Father and Mother married in 1994 and had three children together. Six years before the marriage, Father was seriously injured in an automobile accident. Father’s structured settlement provided for monthly annuity payments and periodic lump sum payments. Despite his injuries, Father is now able to work as a Wal-Mart greeter earning $450 per week. However, the monthly annuity payment is the bulk of Father’s monthly income.

After a final hearing on the dissolution of the parties’ marriage, the trial court concluded that Father’s annuity payments were not “income” for child support purposes. The trial court had relied, in part, on the annuity payments not being “income” for Internal Revenue Code purposes in reaching its conclusion. Mother appealed.

The majority, in a divided panel of the Court of Appeals, noted that “income” has a broader definition under the Indiana Child Support Guidelines than the tax code. The Court also noted that Father’s receipt of the annuity payments went to the standard of living the children would have enjoyed had the marriage not been dissolved. The Court reversed, remanding the matter for recalculation of child support that either includes the annuity payments, or makes findings in support of a downward deviation for excluding them.

Judge Robb concurred only in result. She concluded this case was complicated by the fact that Father does work and earns income, and that no findings were made as to what part of the structured settlement represents lost income versus medical expenses, pain and suffering, etc.  She would have preferred an innovative approach that did not necessarily establish a bright line rule that 100% of the annuity payment had to be included as income for child support purposes.

To view the text of this opinion in its entirety, click here: Tina Carmer v. Scott Carmer



James A. Reed and Michael R. Kohlhaas of Bingham Greenebaum Doll represent clients in a wide spectrum of relationship transition and wealth planning matters, including premarital agreements, estate planning, cohabitation, separation, divorce (especially involving high net worth individuals and/or complex asset issues), custody, parenting arrangements, adoption, and domestic partnerships. Bingham Greenebaum Doll, a multidisciplinary law firm serving regional, national, and international clients, is the fourth-largest law firm in Indiana. The firm’s main practices include corporate, property, litigation, labor, government law, and personal services law. Visit the firm’s website at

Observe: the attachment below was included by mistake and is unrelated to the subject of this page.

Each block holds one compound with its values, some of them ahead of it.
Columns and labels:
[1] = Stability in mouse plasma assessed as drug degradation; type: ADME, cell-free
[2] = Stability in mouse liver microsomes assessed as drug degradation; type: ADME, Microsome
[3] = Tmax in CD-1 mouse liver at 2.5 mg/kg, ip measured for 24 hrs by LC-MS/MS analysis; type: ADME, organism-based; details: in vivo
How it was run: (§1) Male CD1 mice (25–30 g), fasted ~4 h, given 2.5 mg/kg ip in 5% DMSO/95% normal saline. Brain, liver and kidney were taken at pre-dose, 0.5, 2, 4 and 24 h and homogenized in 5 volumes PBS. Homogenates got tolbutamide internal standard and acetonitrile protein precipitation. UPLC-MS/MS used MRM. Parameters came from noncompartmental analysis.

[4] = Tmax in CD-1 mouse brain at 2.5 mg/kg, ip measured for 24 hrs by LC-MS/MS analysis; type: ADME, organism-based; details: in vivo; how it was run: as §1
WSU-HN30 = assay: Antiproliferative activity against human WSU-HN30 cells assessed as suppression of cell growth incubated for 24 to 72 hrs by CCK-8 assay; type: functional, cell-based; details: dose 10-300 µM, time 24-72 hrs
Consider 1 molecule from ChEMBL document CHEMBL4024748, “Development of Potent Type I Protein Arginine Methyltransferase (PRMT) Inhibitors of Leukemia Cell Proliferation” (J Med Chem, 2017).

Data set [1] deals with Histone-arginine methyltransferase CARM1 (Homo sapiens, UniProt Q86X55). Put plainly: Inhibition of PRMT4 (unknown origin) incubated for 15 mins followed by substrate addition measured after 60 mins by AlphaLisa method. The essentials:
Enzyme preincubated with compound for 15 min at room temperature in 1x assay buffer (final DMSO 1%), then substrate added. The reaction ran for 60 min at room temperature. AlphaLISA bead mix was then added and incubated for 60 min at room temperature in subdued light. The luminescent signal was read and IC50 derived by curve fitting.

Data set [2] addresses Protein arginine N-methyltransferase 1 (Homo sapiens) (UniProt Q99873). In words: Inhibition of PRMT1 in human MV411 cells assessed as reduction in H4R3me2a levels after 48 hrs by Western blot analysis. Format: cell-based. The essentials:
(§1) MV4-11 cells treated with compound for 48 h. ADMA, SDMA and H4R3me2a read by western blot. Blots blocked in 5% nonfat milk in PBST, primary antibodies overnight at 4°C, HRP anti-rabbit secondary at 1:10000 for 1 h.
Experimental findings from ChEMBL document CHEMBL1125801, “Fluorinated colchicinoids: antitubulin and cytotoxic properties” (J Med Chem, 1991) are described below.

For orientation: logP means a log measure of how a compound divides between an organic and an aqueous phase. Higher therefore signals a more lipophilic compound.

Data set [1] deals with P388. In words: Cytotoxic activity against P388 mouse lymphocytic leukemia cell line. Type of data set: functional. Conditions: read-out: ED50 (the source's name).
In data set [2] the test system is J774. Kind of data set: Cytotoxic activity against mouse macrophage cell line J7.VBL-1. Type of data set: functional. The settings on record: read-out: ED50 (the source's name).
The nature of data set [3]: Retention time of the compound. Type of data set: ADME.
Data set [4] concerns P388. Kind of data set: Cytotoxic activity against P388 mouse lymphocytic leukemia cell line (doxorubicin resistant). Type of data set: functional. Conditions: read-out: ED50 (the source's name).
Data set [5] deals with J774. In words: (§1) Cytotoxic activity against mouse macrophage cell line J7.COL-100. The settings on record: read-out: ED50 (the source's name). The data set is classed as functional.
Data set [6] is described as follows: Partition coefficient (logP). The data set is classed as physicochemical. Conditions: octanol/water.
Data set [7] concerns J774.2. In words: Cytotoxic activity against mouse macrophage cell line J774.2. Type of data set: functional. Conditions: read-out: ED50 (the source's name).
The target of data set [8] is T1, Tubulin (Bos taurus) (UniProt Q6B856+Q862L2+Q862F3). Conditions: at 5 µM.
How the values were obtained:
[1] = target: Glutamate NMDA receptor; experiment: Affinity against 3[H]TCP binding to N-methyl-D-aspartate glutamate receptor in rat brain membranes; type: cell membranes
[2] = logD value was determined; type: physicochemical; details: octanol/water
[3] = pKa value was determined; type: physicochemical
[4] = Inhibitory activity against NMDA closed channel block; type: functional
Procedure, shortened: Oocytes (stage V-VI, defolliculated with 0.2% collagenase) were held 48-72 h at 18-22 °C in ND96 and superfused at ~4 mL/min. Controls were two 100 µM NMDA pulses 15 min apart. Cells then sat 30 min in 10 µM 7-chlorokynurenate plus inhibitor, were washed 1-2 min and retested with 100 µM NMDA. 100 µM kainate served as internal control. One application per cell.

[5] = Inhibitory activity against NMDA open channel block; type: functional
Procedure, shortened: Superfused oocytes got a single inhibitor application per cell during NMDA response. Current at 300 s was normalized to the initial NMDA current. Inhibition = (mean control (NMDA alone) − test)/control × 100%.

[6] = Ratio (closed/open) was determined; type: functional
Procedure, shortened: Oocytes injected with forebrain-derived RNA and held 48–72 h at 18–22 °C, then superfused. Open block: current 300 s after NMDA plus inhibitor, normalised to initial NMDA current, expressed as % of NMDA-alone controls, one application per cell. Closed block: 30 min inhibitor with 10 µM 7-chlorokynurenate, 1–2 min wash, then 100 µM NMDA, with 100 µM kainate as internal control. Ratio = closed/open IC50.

ICLEF • Indiana Continuing Legal Education Forum, Indianapolis, IN

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Copyright Office Publishes DMCA Exemption Rule

By: Paul B. Overhauser Publisher: Indiana Intellectual Property Law News

The U.S. Copyright Office, a part of the Library of Congress, issued a final rule adopting exemptions to the provision of the Digital Millennium Copyright Act (“DMCA”) that prohibits circumvention of technological measures that control access to copyrighted works.

The DMCA was enacted in 1998 to implement various elements of copyright-related World Intellectual Property Organization treaties. Included in the DMCA was a prohibition against circumventing technological measures employed by or on behalf of copyright owners to protect access to their works. The DMCA also provided for exemptions to this prohibition, which are issued by the Librarian of Congress following a rulemaking proceeding. In the course of this proceeding, the Librarian determines which “noninfringing uses by persons who are users of a copyrighted work are, or are likely to be, adversely affected by the prohibition against circumvention in the succeeding three-year period” and, through the final rule, exempts that class from the prohibition for that three-year period.

Under the DMCA, this final rule must consider “(i) the availability for use of copyrighted works; (ii) the availability for use of works for nonprofit archival, preservation, and educational purposes; (iii) the impact that the prohibition on the circumvention of technological measures applied to copyrighted works has on criticism, comment, news reporting, teaching, scholarship, or research; (iv) the effect of circumvention of technological measures on the market for or value of copyrighted works; and (v) such other factors as the Librarian considers appropriate.”

The final rule became effective October 28, 2015.

Practice Tip: The prohibition against accessing protected copyrighted works, even when that access is noninfringing, has been criticized for having unintended consequences, such as facilitating the concealment by Volkswagen of the pollution that some of its vehicles produce.


By: Paul B. Overhauser, Publisher, Indiana Intellectual Property Law News